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“Every main system in this country has microaggressions embedded in it, because they were founded on systemic oppression.”— David Rivera
Derald Wing Sue, counseling psychology professor at Columbia University, revived the term in 2006, expanding the definition beyond just Black and white to include the many different groups who are “othered” through the subtle actions of the majority. Rivera, who has worked with Sue since 2006 and considers him a mentor, said they define microaggressions as “brief and commonplace verbal, behavioral, or environmental indignities that communicate hostility, derogation, negative slight or insult towards anybody of a marginalized or oppressed group.” A modern-day example is gendered bathrooms, which Rivera said send a subtle message to trans and nonbinary people that they do not belong in society.
“Every main system in this country has microaggressions embedded in it, because they were founded on systemic oppression,” he said. Those systems won’t be dismantled anytime soon, he added, so it’s imperative that people broaden their education about microaggressions to try to eliminate them from daily life.
Marcus agreed, saying the purpose of her book is to invite everyone to the table — especially men in leadership positions — to talk about the issues, foster understanding, and ultimately change behavior and culture. Trained as marketers, the co-authors wanted to put concrete language behind the sometimes vague notions associated with microaggressions.
“It’s not about cancel culture,” she said. “We spend a lot of time really trying to bring men, bring leaders into the conversation. It’s not about calling you out, but rather inviting you in. One of the things we say, just as a general rule of thumb, is: What you’re about to say to a Black woman, would you say to a white man?”
Four Steps Toward Change
Rivera shared four steps for counteracting microaggressions that were laid out in Sue’s recent book, Microintervention Strategies: What You Can Do to Disarm and Dismantle Individual and Systemic Racism and Bias. The steps are as follows:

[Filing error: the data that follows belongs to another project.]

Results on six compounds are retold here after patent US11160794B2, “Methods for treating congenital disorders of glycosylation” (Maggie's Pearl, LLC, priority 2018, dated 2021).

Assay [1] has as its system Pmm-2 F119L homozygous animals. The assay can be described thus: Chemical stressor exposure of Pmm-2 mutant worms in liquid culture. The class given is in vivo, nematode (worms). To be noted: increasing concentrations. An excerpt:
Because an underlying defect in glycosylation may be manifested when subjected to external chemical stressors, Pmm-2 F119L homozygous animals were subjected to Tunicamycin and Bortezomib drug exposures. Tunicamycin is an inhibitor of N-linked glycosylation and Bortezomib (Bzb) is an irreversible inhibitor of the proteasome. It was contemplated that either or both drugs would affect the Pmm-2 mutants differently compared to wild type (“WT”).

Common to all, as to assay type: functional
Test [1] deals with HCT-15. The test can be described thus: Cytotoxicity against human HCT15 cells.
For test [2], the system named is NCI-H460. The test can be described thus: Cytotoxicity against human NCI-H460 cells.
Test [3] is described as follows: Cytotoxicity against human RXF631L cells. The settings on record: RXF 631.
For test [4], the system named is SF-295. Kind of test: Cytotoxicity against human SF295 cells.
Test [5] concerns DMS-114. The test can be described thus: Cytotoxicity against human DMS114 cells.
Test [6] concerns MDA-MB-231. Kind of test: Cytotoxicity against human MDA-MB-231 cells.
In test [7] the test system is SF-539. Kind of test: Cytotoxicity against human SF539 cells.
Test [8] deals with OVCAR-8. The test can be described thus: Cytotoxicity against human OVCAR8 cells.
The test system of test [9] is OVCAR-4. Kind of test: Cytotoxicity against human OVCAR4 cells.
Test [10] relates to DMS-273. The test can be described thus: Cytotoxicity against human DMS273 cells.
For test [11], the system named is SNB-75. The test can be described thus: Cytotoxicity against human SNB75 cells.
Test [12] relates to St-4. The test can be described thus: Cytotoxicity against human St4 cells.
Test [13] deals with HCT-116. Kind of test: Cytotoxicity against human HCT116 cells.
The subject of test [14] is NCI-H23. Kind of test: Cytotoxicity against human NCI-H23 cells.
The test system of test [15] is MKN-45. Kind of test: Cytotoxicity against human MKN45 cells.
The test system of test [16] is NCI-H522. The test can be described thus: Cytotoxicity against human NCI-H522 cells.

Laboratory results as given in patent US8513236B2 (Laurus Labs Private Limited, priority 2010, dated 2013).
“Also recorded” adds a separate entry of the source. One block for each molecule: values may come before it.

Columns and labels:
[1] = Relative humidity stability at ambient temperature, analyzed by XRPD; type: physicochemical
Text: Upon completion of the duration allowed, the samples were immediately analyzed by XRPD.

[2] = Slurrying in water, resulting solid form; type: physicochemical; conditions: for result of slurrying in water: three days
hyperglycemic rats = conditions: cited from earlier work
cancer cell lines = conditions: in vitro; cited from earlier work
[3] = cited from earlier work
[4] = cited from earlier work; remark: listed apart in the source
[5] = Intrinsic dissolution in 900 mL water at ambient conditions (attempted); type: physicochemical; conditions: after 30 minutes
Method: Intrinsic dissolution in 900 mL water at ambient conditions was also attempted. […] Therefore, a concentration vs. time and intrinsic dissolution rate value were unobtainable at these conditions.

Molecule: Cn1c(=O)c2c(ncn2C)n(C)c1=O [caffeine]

1. Make the invisible visible. Call out the microaggression when it happens, explicitly state to the enactor that what they said was insulting, and enlist allies to corroborate.
2. Disarm the microaggression. Convey your reaction using verbal and nonverbal communication, ask the enactor how they feel about what they said or did, and set your limits.
3. Educate the offender. Recognize the gap between intent and understanding, promote empathy, and challenge silence or indifference to the microaggression.
4. Seek external intervention. Find support through a buddy system, support groups, and counseling.
“Culture doesn’t just change because individuals change their everyday habits. It’s because we create wide-scale, large-scale practices.”— Stephanie Creary
Marcus added several tips specifically for the workplace:
1. Be an upstander, not a bystander. If you witness a microaggression directed at a marginalized person or group, challenge it immediately to make clear that the behavior is unacceptable, even if the target is not in the room.
2. Pay closer attention to social dynamics. This is particularly important for managers and executives who can become immune to the cliques and personal alignments among staff. Make sure everyone is included in both conversations and activities.
3. Honor the small stuff. Listen to understand, not just to respond. By listening more closely to the small things, you’ll understand how you may be destroying the positive culture you are trying to build.
Creary, Marcus, and Rivera emphasized that eliminating microaggressions is a slow journey and not an overnight process. But with dedication, diligence, and heightened awareness, everyone can do a better job of making others feel seen, heard, and valued at work and in the larger community.
“Culture doesn’t just change because individuals change their everyday habits. It’s because we create wide-scale, large-scale practices,” Creary said.